SHETLAND Islands Council (SIC) has been given a largely positive final audit report for the last financial year – but auditors were left unsure over whether its £15.6 million saving target is realistic given its “lack of detail”.
Members of the full council met on Wednesday to hear from auditors Deloitte, which has gone over the local authority’s accounts and governance with a fine tooth comb.
The council recently set a savings target of £15.6 million over the next five years and financial planning formed a large part of the report.
But auditors admitted that they were “unable to conclude on whether the savings target of 3.4 per cent per annum in the medium term financial plan is realistic or achievable given the lack of detail in how these savings will be delivered”.
“Although the council has a history of making required savings, this is becoming increasingly difficult as costs continue to grow (anticipated at 5.1 per cent growth in 2018/19) against a backdrop of flat or reducing funding,” they added.
Council officers are working on service redesign and business transformation programmes to make its operations more sustainable in a bid to tackle rising costs and demand.
The audit report, however, concludes that the “council has strong budget setting and financial monitoring arrangements which are robust enough to sufficiently manage financial activity and capture and address any challenges to the achievement of financial targets”.
Speaking after Wednesday’s meeting, SIC chief executive Maggie Sandison admitted that the targets were “challenging” – but she stressed the council has to look to the future to identify where savings can be made.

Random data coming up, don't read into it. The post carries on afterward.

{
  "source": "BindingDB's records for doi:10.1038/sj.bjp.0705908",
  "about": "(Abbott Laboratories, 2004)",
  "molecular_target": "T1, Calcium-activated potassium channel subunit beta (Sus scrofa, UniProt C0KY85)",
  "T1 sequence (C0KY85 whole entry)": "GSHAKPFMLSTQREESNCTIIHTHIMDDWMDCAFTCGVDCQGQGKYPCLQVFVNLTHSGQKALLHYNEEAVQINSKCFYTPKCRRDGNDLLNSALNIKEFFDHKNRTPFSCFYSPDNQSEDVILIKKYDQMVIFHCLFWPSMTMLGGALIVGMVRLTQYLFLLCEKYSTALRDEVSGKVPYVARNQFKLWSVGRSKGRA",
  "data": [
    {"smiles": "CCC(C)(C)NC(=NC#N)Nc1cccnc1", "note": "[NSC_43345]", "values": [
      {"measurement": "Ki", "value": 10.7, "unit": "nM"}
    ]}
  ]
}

“I think what we’re needing to do as a council is really consider what our services need to look like in three years time, four years time, ten years time – not what we currently do today,” she said.
“It’s about transformation and change. We know the demographics of both our community and our staff are changing – we’re getting older – so actually is it the right functions that we are carrying out at the moment, can we afford to keep doing everything that we currently do?”
Sandison added that part of the “difficulty” with the savings targets is that “we have staff trying to run the services and also trying to find the time to review them, so we have to put in appropriate resource and support to our managers to make sure they can get the job done”.
The chief executive, meanwhile, said in response to the apparent “lack of detail” that the officers are currently undertaking wide-ranging reviews before presenting hard figures to the council.
“If you go in and say we’re going to generate £150,000 from this review, then you may actually constrain the review,” Sandison said.
“You could find more, you could find less, you may find out that actually the whole service needs to change. So what we’re encouraging is a review process that allows the best outcomes.”
At Wednesday’s meeting, councillor Allison Duncan – who earlier chaired an audit committee meeting on the same report – said he was glad to see that the auditors found “no serious failures in their investigations”.
He said “great credit” needed to be paid to SIC staff “across the board”.
Elsewhere in the report, auditors said that interlocking of health and social care between the council and NHS Shetland to form the integration joint board has “continued to be an area of concern”.
The council was also recommended to do more to involve the community in decision making processes, rather than once a decision has been made, while it could also engage more with local folk when next refreshing its long term financial plan.
Auditors also noted that there continues to be an issue with gender balance in the council’s senior posts, with 25 per cent of officers female – much less than the national average of 52 per cent.
Meanwhile, Deloitte was satisfied that “adequate consideration” is being given by the council to prepare for Brexit, although officers were reminded that they should increasingly focus on its impact as the outcomes become clearer.
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